Is whipped cream a solid, a liquid, or a gas? What about jam or jello? Oil and water don't mix, right, so how is it possible that mayonnaise is mostly oil and water? How come sugar sinks to the bottom of your iced tea but seems to disappear if the tea is hot? In this hands-on science class, students investigate the chemistry of kitchen mixtures like these. They develop their own experimental questions, conduct experiments, do background reading, and write up their findings.
Starting with the question: What is the best way to make exactly one cup of simple syrup, if you have to use one part sugar to one part water?, the students begin their study of dissolution and the properties of different kitchen solutes, solvents, and solutions, including colligative properties. Next we examine crystalline versus amorphous structure in solids, usually through an experiment involving rock candy. Finally we examine colloids, beginning with vinaigrette and then mayonnaise. Final projects vary but always involve student-developed experiments on the chemistry of kitchen mixtures.
The first lab report functions as the first interim assessment. Depending on the semester, the topic may be solutions or crystalline and amorphous structure in solids. This may be done class-wide, in small groups, or individually.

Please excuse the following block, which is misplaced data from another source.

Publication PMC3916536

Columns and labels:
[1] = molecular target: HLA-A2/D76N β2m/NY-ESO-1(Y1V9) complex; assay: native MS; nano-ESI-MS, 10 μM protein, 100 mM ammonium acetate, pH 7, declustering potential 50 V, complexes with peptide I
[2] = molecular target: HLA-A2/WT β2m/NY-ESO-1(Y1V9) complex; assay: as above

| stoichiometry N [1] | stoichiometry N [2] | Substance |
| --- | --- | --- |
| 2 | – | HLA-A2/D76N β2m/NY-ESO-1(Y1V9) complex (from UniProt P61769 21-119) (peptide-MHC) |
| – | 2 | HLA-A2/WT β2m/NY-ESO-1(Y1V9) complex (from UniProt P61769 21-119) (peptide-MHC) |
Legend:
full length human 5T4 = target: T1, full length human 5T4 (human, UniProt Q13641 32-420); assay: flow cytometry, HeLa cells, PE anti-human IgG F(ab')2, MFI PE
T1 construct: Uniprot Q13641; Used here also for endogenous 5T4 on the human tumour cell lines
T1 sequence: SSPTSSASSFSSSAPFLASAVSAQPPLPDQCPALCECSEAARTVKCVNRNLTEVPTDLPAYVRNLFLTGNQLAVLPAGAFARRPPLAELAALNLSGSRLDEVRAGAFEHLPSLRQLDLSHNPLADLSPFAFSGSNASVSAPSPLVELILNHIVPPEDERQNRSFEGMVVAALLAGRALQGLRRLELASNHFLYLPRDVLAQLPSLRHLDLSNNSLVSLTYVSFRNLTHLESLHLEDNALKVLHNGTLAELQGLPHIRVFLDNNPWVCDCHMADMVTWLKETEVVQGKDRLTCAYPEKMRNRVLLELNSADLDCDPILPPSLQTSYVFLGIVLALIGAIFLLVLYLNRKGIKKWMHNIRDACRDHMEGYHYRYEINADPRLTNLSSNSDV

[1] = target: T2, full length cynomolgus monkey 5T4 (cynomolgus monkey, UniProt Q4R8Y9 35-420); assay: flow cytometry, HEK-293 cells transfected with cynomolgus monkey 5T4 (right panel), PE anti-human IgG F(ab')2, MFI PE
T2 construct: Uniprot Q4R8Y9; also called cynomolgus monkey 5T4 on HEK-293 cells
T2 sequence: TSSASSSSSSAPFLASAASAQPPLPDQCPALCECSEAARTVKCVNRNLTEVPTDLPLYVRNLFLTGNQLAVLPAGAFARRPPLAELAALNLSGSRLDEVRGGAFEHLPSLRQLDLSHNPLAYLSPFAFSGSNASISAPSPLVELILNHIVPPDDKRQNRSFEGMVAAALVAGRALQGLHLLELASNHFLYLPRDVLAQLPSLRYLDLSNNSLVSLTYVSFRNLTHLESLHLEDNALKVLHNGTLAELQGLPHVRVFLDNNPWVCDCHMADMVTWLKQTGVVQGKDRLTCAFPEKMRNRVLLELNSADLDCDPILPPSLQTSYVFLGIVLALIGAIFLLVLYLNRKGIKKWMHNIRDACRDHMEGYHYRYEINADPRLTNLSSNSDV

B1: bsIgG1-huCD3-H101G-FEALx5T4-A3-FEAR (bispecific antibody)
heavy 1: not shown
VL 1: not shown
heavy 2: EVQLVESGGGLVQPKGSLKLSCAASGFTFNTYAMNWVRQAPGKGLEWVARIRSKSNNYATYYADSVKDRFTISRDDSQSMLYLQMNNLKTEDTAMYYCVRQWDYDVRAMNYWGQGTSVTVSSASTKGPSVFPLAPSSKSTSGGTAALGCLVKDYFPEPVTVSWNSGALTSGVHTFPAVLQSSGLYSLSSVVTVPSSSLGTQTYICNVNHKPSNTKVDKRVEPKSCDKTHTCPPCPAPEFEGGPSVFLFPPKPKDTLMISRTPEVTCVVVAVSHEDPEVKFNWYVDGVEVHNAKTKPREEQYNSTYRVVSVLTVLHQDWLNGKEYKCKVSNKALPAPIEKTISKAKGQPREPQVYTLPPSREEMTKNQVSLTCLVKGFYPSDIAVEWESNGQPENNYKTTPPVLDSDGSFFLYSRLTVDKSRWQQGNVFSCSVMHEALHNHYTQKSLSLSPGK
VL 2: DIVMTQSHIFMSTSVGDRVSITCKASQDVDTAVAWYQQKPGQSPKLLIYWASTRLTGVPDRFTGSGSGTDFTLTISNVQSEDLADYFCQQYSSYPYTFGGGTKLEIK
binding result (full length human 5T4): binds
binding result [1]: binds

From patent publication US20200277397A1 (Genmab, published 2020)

The final lab report functions as Interim Assessment 4. Each student develops an individual experiment based on background research about a topic related to kitchen colloids. Students present their work to the class and lead a short discussion.
Research culminating in a literature-inspired experimental question, an introduction presenting relevant background information, and a hypothesis that addresses the literature. (This is assigned at least two different times each semester).
Individual or small-group presentations. These take place at different stages of the process of developing and conducting an experiment. Students are expected to share what they know, identify areas that need more work, and then respond to feedback and suggestions from the class.
Experimental designs. Students must develop procedures for testing specific hypotheses.
Analysis. Students must analyze the results of their experiments. They also critique the experimental design, and suggest possible follow-up investigations.